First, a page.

1. Quick Abouts

Quick abouts are just what they sound like.  A quick about turn (or a 180 degree turn).  When you see that your dog is not paying appropriate attention, say his name, and quickly turn and go the other way!  Give him praise and reinforcement when he comes back to heel position on your left side.  You can do this one as many times as you want to, and your dog will probably never get bored.  I’ve had dogs who love it so much, they hit the end of the leash and immediately do a Quick About all on their own.  Keys to remember with this:

  • Don’t wait for your dog! If you do a quick about, and then stand there and wait for him to come with you, you’re missing the point of the exercise.
  • Be exciting when you turn.  I’ll often say “Whoops!” and turn.  When they hear that high pitched word, they flip around to come with me after only one or two repetitions.

2. Back Aways (Or Call Fronts, or Comefore.  They’re all the same thing.)

Back Aways are again, just what they sound like.  While you are walking with your dog, say “Dog, Come!” and take a few steps backwards.  Don’t turn around, just back up.  Have the dog come and sit in front of you.  Think Quick! while you do this.  The whole exercise should take just a few seconds.  If you’re having trouble getting your dog to sit right in front of you, use a treat to lure them right up close to your legs (or ankles, or belly.  Any size dog can do this!), bring the treat upwards, and their little bottoms should hit the ground as their noses go up to follow the treat.  Keys to remember with this:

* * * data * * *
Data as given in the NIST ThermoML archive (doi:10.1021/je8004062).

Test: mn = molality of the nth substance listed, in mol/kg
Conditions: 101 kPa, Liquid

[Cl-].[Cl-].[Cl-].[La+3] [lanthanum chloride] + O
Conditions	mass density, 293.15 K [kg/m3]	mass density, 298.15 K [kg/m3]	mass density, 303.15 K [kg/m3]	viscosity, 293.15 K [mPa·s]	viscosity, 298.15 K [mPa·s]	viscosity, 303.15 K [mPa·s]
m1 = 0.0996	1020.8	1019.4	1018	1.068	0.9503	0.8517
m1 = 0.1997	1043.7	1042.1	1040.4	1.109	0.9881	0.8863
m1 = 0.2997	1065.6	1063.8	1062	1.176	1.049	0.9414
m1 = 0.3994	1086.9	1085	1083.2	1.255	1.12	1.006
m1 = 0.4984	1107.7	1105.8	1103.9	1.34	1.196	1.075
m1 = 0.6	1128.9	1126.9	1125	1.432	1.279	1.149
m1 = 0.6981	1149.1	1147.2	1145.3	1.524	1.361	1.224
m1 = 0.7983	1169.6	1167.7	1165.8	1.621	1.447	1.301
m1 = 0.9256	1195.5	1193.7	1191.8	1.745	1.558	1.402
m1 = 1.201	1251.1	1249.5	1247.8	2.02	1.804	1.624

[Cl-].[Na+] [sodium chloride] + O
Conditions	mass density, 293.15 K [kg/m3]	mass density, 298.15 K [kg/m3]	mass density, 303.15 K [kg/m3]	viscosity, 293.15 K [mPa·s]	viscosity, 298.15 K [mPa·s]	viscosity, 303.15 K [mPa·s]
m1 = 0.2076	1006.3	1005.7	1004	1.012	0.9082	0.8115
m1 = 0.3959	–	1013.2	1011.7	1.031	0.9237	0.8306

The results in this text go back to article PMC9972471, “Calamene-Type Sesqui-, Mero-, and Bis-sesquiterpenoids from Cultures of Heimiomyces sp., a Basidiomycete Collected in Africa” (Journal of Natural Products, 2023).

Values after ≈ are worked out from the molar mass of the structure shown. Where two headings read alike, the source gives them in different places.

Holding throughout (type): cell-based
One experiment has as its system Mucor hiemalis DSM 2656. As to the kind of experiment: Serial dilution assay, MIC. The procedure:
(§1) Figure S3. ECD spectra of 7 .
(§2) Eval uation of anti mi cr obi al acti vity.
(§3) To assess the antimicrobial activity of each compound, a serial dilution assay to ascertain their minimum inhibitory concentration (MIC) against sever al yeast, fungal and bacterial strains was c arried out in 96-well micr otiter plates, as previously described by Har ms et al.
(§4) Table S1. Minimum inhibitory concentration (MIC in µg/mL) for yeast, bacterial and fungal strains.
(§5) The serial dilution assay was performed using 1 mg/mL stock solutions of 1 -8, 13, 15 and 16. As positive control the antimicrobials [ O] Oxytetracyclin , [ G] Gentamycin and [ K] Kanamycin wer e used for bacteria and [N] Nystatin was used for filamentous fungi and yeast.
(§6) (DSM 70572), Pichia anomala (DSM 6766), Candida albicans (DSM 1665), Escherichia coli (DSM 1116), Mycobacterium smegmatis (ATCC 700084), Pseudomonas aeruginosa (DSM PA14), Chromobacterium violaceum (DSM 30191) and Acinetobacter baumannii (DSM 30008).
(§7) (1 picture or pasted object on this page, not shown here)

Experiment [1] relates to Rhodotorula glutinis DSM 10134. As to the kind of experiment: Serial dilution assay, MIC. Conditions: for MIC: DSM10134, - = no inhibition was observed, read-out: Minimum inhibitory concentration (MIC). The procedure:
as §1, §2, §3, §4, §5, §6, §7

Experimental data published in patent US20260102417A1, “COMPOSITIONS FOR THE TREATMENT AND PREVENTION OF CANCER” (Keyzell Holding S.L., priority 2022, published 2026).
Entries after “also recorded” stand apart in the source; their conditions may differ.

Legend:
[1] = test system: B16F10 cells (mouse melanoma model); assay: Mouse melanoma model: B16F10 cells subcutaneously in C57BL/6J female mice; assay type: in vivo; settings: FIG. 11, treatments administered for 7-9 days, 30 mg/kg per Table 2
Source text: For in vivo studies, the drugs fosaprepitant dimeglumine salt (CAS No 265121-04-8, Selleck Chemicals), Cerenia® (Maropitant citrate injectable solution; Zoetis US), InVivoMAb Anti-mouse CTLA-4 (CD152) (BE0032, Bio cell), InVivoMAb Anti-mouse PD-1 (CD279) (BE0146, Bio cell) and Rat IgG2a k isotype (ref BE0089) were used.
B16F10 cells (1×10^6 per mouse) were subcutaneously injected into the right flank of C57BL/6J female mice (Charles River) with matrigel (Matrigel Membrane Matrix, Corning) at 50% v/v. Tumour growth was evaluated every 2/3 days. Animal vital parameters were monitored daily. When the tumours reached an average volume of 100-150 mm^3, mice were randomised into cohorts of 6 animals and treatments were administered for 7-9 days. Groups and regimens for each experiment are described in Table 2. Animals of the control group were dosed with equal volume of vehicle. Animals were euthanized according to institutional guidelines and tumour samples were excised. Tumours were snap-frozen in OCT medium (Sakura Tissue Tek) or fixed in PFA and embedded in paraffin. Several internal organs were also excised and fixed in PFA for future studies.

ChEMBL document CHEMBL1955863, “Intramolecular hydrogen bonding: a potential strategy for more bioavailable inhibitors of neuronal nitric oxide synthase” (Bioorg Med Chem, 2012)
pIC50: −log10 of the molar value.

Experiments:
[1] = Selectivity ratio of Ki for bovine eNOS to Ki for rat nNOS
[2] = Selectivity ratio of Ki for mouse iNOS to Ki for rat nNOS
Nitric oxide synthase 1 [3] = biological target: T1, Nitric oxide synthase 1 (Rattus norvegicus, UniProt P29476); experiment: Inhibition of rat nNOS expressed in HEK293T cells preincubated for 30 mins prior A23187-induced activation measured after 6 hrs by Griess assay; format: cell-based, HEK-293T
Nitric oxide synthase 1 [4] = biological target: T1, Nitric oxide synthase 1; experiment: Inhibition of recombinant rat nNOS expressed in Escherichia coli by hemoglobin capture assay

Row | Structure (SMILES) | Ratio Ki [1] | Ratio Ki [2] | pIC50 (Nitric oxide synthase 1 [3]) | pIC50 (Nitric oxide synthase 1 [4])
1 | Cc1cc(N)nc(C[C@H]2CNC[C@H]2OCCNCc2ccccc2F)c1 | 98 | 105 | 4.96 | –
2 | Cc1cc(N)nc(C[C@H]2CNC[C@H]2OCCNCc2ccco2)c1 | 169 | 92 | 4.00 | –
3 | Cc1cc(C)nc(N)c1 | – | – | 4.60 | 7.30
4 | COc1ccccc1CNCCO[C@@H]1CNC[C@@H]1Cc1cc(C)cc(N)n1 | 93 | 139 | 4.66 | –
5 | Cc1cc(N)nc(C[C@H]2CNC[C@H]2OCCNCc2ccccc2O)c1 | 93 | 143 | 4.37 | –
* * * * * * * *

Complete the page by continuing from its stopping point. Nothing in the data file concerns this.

• Be quick! The faster and more exciting you make this exercise, the better it’s going to go for you.
  • This is another great one to use when your dog’s attention is wandering.  Call his name, tell him to come, have him sit in front, and reward!

Dallas Fort Worth obedience training

3.  Circles Left and Right

While you’re walking, change it up by walking in a small circle to the left or two the right.  These circles serve a few functions.  The first is to, yet again, get your dog’s attention.  The second is to teach your dog to move with you, or out of your way.  If your dog is walking on your left side, when you do a Circle Left, he will need to get back out of your way, otherwise you will step on him.  When I do this, I say, “Get Back.”  When you do a Circle Right, your dog will need to hurry to catch up with you.  I say, “Get it, get it, get it!” (I’m not sure why, but it’s very exciting, so it serves its purpose).  The third function is to teach your dog change of pace.  To go to the left, on the inside, the dog must slow down.  To go to the right, on the outside, the dog must speed up.  Keys to remember:

  • Talk to your dog! Help him understand with your voice and words what he needs to be doing.  Does he need to slow down and back up?  Or does he need to speed up and hurry around?